Therefore we pay taxes to support these organizations, while some others pay no taxes for these services, but ultimately the society as a whole functions better. This is not collectivism, and there is a balance that must always be struck between this personal sacrifice as an obligation to the society you live in.

I understand that many people (probably most of the readers here) will reject this notion, and would probably prefer some form of anarcho-capitalism in which everyone fends for themselves to their own abilities, and to which those who are inhabitants of the lower classes are there solely because of their own incompetencies and inabilities and laziness. While that's not an entirely inaccurate characterization of how some would view the world, its certainly not a society I would want to participate in.

Look again closely at that map and think about how well things are going in those countries. Last I checked, Eastern Europe was not exactly the bar by which we measured societies, nor the effectiveness of tax policies, particularly considering the political corruption and relative recent transition of many state-owned enterprises to private hands through less-than-free-market transactions.

Oh yeah, and if you say something bad about the government, they shoot you or worse, put something radioactive in your drink. But at least your taxes are cheap.

 
At 6/04/2008 10:06 AM, Blogger Colin said...

The fact that Adam Smith is in favor of a graduated tax system doesn't mean it is a position we should adopt. He was a brilliant man but that doesn't mean that his every utterance is beyond reproach.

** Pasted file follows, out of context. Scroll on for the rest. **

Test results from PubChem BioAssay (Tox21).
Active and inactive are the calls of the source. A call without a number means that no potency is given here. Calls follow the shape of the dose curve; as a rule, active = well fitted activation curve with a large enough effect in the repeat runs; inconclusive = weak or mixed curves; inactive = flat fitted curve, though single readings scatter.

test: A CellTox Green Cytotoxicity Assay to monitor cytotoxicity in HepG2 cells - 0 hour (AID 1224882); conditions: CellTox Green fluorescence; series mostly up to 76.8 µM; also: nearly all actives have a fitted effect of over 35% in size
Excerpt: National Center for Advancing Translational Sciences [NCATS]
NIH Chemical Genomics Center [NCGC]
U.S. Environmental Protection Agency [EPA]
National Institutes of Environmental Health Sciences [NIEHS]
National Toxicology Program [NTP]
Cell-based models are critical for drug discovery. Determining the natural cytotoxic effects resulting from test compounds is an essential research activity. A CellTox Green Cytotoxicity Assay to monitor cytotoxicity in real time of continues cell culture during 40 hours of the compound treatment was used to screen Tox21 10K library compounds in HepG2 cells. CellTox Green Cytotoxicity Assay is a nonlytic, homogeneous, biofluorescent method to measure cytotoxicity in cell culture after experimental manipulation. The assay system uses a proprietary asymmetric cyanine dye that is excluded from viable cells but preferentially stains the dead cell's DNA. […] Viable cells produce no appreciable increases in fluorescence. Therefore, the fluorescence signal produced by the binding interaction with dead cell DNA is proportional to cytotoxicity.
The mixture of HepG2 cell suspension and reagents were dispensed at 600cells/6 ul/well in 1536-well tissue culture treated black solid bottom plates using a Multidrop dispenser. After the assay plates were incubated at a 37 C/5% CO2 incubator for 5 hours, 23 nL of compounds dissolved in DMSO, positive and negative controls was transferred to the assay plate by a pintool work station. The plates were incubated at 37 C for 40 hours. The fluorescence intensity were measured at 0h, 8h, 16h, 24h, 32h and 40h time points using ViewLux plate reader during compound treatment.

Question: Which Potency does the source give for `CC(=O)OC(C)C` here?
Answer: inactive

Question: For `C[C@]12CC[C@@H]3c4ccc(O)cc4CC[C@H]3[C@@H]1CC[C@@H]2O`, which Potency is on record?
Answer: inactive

As for the countries that have adopted the flat tax, this doesn't mean that we intend to follow in the footsteps of Eastern Europe anymore than we do Iceland, another flat tax adopter. That said, I do find much about Estonia's public policies worth emulating.

 
At 6/04/2008 10:35 AM, Blogger Marko said...

The appeal of flat tax is that it doesn't try to shape society, not that it is more equitable or whatever. It creates a higher degree of certainty, which helps business. If you are going to have a individual income flat tax, then you should also get rid of payroll tax, FICA, FUTA, FUKU, Gas tax, etc. They all go down the same pipe anyway, why kid ourselves! Get rid of corporate tax too while you are at it. That's it. Everyone pays their share. How is that for "we are all in this together" (code words for communalism and dictatorship).

 
At 6/04/2008 10:40 AM, Anonymous E. Harokopos said...

Federal income taxes should be abolished alltogether in favor of a consumption, pollution, real estate and municipal/city progressive tax based on land ownership.

The Eastern Europe model is driven by a huge black economy and inability to collect taxes at any level.

 
At 6/04/2008 2:09 PM, Anonymous Matt said...

Richdude:

"It absolutely astounds me that people who want to argue for policies have little respect or knowledge of the very principles upon which this country is based. ... Maybe you should consider reading him."

Maybe you should consider not making assumptions about what I have or haven't read, my knowledge of, or respect for, the principles upon which America was founded, or that I'm arguing for any particular policy.

"The man (Smith) was (and still is considered) an intellectual giant."

And some people still believe the earth is flat.

Smith was certainly very influential and in many ways beneficial, but to call a man who advocated the second plank of the Communist Manifesto "the quintessential lassie-faire [sic] capitalist" is almost delusional.

You've got some premises to check.

That is all.